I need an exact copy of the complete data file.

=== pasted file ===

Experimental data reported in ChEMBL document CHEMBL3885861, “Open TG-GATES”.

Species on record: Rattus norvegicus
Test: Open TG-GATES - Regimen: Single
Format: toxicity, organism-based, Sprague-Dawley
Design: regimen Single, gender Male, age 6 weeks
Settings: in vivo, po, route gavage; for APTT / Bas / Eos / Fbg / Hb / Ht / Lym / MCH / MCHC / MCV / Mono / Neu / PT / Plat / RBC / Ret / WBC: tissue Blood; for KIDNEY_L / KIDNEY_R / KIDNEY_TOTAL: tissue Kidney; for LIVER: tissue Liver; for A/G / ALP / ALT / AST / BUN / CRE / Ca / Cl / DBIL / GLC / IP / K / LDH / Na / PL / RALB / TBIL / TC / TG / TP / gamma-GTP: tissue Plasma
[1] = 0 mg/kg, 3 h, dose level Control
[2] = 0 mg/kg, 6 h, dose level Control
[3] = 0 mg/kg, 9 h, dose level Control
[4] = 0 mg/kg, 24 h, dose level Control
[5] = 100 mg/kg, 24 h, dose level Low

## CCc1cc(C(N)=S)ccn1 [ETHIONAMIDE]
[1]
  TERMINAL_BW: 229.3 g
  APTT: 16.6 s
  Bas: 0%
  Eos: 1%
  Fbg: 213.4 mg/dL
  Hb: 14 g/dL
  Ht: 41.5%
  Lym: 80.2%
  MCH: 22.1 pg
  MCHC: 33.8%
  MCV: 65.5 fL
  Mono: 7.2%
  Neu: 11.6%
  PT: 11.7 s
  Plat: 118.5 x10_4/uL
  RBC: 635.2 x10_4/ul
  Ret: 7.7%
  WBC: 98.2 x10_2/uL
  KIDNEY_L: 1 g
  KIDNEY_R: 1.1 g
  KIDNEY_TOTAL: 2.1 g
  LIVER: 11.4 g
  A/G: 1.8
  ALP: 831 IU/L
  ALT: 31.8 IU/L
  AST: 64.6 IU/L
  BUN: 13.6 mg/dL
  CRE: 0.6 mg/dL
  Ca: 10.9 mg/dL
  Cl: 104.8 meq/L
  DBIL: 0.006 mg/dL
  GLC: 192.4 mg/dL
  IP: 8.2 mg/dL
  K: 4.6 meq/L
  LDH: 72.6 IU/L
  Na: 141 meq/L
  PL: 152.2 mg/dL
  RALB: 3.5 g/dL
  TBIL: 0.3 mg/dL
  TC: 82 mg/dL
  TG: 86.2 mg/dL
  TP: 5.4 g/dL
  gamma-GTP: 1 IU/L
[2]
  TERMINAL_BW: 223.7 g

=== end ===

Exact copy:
Experimental data reported in ChEMBL document CHEMBL3885861, “Open TG-GATES”.

Species on record: Rattus norvegicus
Test: Open TG-GATES - Regimen: Single
Format: toxicity, organism-based, Sprague-Dawley
Design: regimen Single, gender Male, age 6 weeks
Settings: in vivo, po, route gavage; for APTT / Bas / Eos / Fbg / Hb / Ht / Lym / MCH / MCHC / MCV / Mono / Neu / PT / Plat / RBC / Ret / WBC: tissue Blood; for KIDNEY_L / KIDNEY_R / KIDNEY_TOTAL: tissue Kidney; for LIVER: tissue Liver; for A/G / ALP / ALT / AST / BUN / CRE / Ca / Cl / DBIL / GLC / IP / K / LDH / Na / PL / RALB / TBIL / TC / TG / TP / gamma-GTP: tissue Plasma
[1] = 0 mg/kg, 3 h, dose level Control
[2] = 0 mg/kg, 6 h, dose level Control
[3] = 0 mg/kg, 9 h, dose level Control
[4] = 0 mg/kg, 24 h, dose level Control
[5] = 100 mg/kg, 24 h, dose level Low

## CCc1cc(C(N)=S)ccn1 [ETHIONAMIDE]
[1]
  TERMINAL_BW: 229.3 g
  APTT: 16.6 s
  Bas: 0%
  Eos: 1%
  Fbg: 213.4 mg/dL
  Hb: 14 g/dL
  Ht: 41.5%
  Lym: 80.2%
  MCH: 22.1 pg
  MCHC: 33.8%
  MCV: 65.5 fL
  Mono: 7.2%
  Neu: 11.6%
  PT: 11.7 s
  Plat: 118.5 x10_4/uL
  RBC: 635.2 x10_4/ul
  Ret: 7.7%
  WBC: 98.2 x10_2/uL
  KIDNEY_L: 1 g
  KIDNEY_R: 1.1 g
  KIDNEY_TOTAL: 2.1 g
  LIVER: 11.4 g
  A/G: 1.8
  ALP: 831 IU/L
  ALT: 31.8 IU/L
  AST: 64.6 IU/L
  BUN: 13.6 mg/dL
  CRE: 0.6 mg/dL
  Ca: 10.9 mg/dL
  Cl: 104.8 meq/L
  DBIL: 0.006 mg/dL
  GLC: 192.4 mg/dL
  IP: 8.2 mg/dL
  K: 4.6 meq/L
  LDH: 72.6 IU/L
  Na: 141 meq/L
  PL: 152.2 mg/dL
  RALB: 3.5 g/dL
  TBIL: 0.3 mg/dL
  TC: 82 mg/dL
  TG: 86.2 mg/dL
  TP: 5.4 g/dL
  gamma-GTP: 1 IU/L
[2]
  TERMINAL_BW: 223.7 g